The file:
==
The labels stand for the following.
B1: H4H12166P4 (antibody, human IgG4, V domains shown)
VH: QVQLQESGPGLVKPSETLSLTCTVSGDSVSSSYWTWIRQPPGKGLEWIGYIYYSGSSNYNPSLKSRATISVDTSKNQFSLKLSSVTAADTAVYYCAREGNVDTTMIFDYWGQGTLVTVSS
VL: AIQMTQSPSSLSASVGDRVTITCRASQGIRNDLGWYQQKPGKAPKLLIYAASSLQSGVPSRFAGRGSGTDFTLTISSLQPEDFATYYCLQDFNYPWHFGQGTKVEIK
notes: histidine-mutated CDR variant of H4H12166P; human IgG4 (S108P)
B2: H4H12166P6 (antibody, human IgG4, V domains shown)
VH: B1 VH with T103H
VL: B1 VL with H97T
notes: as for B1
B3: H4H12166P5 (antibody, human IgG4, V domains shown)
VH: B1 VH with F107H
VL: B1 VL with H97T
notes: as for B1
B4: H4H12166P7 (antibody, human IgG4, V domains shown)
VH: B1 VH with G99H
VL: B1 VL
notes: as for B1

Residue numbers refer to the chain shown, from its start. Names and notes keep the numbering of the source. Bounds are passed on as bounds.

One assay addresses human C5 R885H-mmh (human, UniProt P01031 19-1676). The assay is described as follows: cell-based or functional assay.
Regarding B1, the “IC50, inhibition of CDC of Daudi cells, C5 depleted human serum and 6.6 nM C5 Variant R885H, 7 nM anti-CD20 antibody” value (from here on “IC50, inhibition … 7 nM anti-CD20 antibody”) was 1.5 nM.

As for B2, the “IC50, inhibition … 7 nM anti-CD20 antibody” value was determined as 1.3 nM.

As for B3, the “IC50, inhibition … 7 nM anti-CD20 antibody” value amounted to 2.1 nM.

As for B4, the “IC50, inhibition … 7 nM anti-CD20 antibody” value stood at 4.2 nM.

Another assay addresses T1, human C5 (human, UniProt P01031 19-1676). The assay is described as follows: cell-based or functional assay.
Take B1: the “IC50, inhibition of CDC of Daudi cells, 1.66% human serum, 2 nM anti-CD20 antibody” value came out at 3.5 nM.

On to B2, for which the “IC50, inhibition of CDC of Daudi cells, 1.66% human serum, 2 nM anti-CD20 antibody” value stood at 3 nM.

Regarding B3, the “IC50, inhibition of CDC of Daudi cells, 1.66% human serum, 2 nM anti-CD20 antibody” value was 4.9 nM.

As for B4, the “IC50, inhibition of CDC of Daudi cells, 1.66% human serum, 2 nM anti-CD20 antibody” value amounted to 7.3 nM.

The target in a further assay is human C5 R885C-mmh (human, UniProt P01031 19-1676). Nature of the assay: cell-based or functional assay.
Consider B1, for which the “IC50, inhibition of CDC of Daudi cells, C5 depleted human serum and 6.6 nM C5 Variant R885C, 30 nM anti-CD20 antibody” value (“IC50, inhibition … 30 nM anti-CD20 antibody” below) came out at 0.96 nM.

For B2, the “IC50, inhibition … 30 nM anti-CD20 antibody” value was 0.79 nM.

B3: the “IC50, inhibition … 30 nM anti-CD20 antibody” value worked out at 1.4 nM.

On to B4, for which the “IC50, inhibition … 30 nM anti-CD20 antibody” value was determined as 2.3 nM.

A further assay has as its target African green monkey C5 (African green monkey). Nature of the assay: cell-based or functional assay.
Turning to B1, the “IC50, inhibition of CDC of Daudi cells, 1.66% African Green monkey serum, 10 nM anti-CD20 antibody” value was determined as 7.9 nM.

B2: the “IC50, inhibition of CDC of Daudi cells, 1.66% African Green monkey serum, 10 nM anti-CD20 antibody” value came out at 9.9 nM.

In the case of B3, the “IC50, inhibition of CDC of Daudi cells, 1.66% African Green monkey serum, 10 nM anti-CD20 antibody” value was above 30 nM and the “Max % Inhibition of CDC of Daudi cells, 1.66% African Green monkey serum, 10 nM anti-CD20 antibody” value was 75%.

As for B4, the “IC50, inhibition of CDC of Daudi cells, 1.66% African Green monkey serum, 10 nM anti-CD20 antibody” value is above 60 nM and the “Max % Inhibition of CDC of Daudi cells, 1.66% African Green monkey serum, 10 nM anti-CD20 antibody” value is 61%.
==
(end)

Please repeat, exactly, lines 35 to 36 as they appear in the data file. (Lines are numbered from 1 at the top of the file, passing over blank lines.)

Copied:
Turning to B1, the “IC50, inhibition of CDC of Daudi cells, 1.66% African Green monkey serum, 10 nM anti-CD20 antibody” value was determined as 7.9 nM.

B2: the “IC50, inhibition of CDC of Daudi cells, 1.66% African Green monkey serum, 10 nM anti-CD20 antibody” value came out at 9.9 nM.